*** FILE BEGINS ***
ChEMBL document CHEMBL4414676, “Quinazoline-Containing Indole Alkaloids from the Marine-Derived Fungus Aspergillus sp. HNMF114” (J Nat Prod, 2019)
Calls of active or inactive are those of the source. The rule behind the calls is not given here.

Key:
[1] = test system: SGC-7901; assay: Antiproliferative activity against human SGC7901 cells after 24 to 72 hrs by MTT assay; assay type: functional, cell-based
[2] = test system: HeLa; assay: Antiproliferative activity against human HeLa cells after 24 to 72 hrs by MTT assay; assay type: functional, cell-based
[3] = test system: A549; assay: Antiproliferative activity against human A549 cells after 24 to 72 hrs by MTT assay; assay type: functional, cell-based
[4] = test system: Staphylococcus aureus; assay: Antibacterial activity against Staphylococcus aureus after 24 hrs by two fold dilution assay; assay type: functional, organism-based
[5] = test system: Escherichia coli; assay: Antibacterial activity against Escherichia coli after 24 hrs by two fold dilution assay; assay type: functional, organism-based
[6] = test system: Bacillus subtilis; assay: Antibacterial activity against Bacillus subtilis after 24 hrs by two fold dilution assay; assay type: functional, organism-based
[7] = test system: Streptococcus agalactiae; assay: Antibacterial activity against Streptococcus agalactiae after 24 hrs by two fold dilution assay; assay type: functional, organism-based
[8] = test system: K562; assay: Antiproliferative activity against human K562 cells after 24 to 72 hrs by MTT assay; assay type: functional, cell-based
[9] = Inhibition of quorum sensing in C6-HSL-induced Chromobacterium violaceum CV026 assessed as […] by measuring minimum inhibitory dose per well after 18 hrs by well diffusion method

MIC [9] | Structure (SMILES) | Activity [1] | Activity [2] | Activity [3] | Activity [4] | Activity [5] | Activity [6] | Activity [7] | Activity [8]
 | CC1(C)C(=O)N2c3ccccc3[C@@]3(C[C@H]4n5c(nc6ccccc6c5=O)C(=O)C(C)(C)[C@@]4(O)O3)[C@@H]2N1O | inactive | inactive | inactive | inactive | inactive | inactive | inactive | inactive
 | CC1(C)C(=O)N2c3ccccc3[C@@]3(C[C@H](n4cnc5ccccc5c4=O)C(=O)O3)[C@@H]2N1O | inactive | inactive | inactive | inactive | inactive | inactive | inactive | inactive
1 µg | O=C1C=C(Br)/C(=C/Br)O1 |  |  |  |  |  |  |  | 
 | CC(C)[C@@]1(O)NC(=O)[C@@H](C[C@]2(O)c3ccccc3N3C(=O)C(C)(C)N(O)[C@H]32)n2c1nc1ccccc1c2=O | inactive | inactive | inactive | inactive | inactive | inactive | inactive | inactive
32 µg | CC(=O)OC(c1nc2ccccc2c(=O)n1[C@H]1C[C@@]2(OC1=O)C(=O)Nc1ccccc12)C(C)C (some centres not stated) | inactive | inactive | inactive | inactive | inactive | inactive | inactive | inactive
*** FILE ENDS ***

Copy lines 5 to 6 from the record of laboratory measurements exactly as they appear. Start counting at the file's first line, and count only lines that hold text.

[2] = test system: HeLa; assay: Antiproliferative activity against human HeLa cells after 24 to 72 hrs by MTT assay; assay type: functional, cell-based
[3] = test system: A549; assay: Antiproliferative activity against human A549 cells after 24 to 72 hrs by MTT assay; assay type: functional, cell-based